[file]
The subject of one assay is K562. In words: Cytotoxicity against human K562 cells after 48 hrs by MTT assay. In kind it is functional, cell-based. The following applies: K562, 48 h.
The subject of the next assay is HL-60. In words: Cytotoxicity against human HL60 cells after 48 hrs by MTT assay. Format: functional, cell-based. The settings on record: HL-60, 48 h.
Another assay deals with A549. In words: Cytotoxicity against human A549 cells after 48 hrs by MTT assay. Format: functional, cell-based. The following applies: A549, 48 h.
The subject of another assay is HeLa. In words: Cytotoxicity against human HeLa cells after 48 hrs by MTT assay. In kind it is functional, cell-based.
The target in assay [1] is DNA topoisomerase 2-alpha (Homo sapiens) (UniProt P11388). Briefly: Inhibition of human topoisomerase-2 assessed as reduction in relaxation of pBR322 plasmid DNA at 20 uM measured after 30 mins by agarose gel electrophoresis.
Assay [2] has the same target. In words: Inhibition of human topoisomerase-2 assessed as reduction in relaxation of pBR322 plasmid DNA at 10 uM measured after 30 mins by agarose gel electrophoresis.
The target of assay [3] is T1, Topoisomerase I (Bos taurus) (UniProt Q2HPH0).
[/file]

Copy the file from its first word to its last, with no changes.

The subject of one assay is K562. In words: Cytotoxicity against human K562 cells after 48 hrs by MTT assay. In kind it is functional, cell-based. The following applies: K562, 48 h.
The subject of the next assay is HL-60. In words: Cytotoxicity against human HL60 cells after 48 hrs by MTT assay. Format: functional, cell-based. The settings on record: HL-60, 48 h.
Another assay deals with A549. In words: Cytotoxicity against human A549 cells after 48 hrs by MTT assay. Format: functional, cell-based. The following applies: A549, 48 h.
The subject of another assay is HeLa. In words: Cytotoxicity against human HeLa cells after 48 hrs by MTT assay. In kind it is functional, cell-based.
The target in assay [1] is DNA topoisomerase 2-alpha (Homo sapiens) (UniProt P11388). Briefly: Inhibition of human topoisomerase-2 assessed as reduction in relaxation of pBR322 plasmid DNA at 20 uM measured after 30 mins by agarose gel electrophoresis.
Assay [2] has the same target. In words: Inhibition of human topoisomerase-2 assessed as reduction in relaxation of pBR322 plasmid DNA at 10 uM measured after 30 mins by agarose gel electrophoresis.
The target of assay [3] is T1, Topoisomerase I (Bos taurus) (UniProt Q2HPH0).